When I was a kid, traveling was part of our Christmas holiday. My family lived in Maryland and my grandparents lived in New York state. As soon as Christmas break arrived my parents, four siblings and I would pile into our Chevy station wagon with luggage and gifts tucked in and begin the northward trek. We would eagerly watch along way, waiting to see the first signs that there would be snow on the ground for Christmas. I can’t remember exactly how long it took us to make the trip because at that young age anything over an hour was a long time. Part way into the trip that old familiar question began to be asked, “How much longer ’til we get there?” As I grew older I became more aware of some recognizable mile-markers along the way that would clue me in as to how much time remained until we would pull into the driveway of my grandparents’ home and run into their welcoming arms.
David, the shepherd, warrior, poet, musician, and king of Israel, asked the question, “How long?” four times in Psalm 13. “How long, O LORD? Will you forget me forever? How long will you hide your face from me? How long must I take counsel in my soul and have sorrow in my heart all the day? How long shall my enemy be exalted over me?” Feeling forgotten, avoided, alone, and defeated, David cries out, “How long?”
That question pulsated like a beating heart in Israel around the time of Jesus’ birth. The Old Testament prophecies foretold the coming of Israel’s Prince of Peace and Deliverer. While many just went about the affairs of their lives and weren’t tuned into that wavelength, others were. Messianic expectation hung in the air. “How long?”
“It’s not long now,” declared John the Baptist in a manner hard to ignore. John burst on the scene in a dramatic manner raising these expectations. “He’s coming,” John said, “so get ready!” Some did. Most didn’t. As a result, their Messiah came and went and they didn’t know it. The nation missed God’s visit to earth and his thirty-three year stay in their midst. And so for Israel the cry continues, “How long?”
David’s plea expresses the feeling that God was not doing anything; that he’d forgotten David, hidden from him, left him all alone to figure out his problem, and not brought the deliverance he desperately wanted. His “how long” questions put the onus on God to do something for David, because until God did something, it sounds like David couldn’t do anything.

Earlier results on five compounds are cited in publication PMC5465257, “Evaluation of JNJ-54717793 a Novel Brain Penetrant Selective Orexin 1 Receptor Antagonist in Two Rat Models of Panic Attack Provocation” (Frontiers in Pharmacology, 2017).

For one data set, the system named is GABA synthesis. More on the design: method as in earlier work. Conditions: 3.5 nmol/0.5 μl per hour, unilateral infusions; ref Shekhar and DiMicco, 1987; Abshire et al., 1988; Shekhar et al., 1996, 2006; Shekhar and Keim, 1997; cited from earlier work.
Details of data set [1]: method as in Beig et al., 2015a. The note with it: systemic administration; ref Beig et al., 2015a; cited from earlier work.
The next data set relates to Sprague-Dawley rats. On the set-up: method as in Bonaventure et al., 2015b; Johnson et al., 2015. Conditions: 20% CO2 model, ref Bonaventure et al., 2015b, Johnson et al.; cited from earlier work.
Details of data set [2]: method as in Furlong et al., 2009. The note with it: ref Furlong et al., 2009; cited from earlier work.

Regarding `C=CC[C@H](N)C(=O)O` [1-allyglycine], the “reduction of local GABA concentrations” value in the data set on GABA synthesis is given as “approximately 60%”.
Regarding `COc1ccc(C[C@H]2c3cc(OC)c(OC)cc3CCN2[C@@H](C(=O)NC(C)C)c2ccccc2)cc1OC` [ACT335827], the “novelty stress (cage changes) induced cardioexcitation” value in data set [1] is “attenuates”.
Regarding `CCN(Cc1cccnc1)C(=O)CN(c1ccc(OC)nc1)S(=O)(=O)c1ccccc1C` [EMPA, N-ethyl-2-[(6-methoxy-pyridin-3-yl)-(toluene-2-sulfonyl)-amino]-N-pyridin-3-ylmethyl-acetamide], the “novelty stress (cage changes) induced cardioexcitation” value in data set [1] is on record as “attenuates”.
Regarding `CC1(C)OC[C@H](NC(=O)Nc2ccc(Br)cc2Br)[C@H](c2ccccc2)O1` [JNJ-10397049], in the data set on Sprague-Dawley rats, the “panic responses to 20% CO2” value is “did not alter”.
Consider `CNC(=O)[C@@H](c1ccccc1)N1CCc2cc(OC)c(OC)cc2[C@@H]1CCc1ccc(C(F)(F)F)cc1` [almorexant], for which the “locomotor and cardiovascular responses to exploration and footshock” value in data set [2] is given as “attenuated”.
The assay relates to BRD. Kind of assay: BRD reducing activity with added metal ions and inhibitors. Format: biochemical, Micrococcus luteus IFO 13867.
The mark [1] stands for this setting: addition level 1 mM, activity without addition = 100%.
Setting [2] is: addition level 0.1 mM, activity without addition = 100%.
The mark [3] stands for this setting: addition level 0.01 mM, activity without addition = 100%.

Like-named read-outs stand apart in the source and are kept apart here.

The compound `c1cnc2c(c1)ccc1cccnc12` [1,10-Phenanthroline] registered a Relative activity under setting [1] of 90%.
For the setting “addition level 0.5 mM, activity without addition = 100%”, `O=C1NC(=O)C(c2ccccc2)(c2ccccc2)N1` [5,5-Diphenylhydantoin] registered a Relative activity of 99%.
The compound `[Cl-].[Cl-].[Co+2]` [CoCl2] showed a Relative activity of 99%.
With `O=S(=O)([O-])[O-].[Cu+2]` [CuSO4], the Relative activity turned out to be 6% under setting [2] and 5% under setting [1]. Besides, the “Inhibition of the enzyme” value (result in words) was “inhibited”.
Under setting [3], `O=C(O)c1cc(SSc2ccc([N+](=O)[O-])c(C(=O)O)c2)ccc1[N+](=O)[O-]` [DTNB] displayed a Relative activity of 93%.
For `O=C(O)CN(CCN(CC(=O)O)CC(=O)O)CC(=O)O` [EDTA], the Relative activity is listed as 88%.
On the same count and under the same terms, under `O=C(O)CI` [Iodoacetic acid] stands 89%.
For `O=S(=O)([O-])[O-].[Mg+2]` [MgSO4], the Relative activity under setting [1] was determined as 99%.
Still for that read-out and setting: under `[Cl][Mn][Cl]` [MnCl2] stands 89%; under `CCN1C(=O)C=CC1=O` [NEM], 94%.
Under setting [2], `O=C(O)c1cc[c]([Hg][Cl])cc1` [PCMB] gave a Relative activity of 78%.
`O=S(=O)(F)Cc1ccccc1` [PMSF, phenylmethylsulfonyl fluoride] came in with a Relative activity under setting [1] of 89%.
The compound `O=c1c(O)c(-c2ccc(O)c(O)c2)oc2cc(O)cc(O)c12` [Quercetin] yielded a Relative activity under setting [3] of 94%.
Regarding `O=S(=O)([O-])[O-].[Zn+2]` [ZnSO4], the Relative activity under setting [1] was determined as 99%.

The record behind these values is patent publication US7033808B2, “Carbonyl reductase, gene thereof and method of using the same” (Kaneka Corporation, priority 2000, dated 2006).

However, David could do something and by the end of the psalm he did. “I have trusted in Your mercy.” He remembered that God had always been merciful to him and therefore could always be trusted. “My heart shall rejoice in Your salvation.” He remembered that God had saved him over and over again from his enemies and that God was the Savior of his soul, and as he thought about that, his heart rejoiced. He remembered that God had “dealt bountifully” with him, and in that truth he found reason to sing. So David went from pleading, “How long, O LORD?” to trusting, rejoicing, and singing as he remembered that God had already been very generous to him.
It’s not wrong to ask “how long?” However, in this psalm, it seems that the question is directed to the wrong person. David asked the question of God, when, perhaps, he ought to have been asking the question of himself. Like David, I can find myself asking God, “how long, O God, before you show up, help me out, and come through for me?” when maybe, it would be better to ask myself, “How long ’til I remember what God has already done for me? How long ’til I remember the mercy and salvation God has already given to me? How long ’til I remember the generous grace of God already poured out on me? How long ’til I get there?”
In this Advent season, “how long” is an appropriate question to ask and a great question upon which to meditate, but let that question go both ways — upward and inward. God is right where he needs to be doing exactly what needs to be done and he is right on schedule. How long ’til we get there?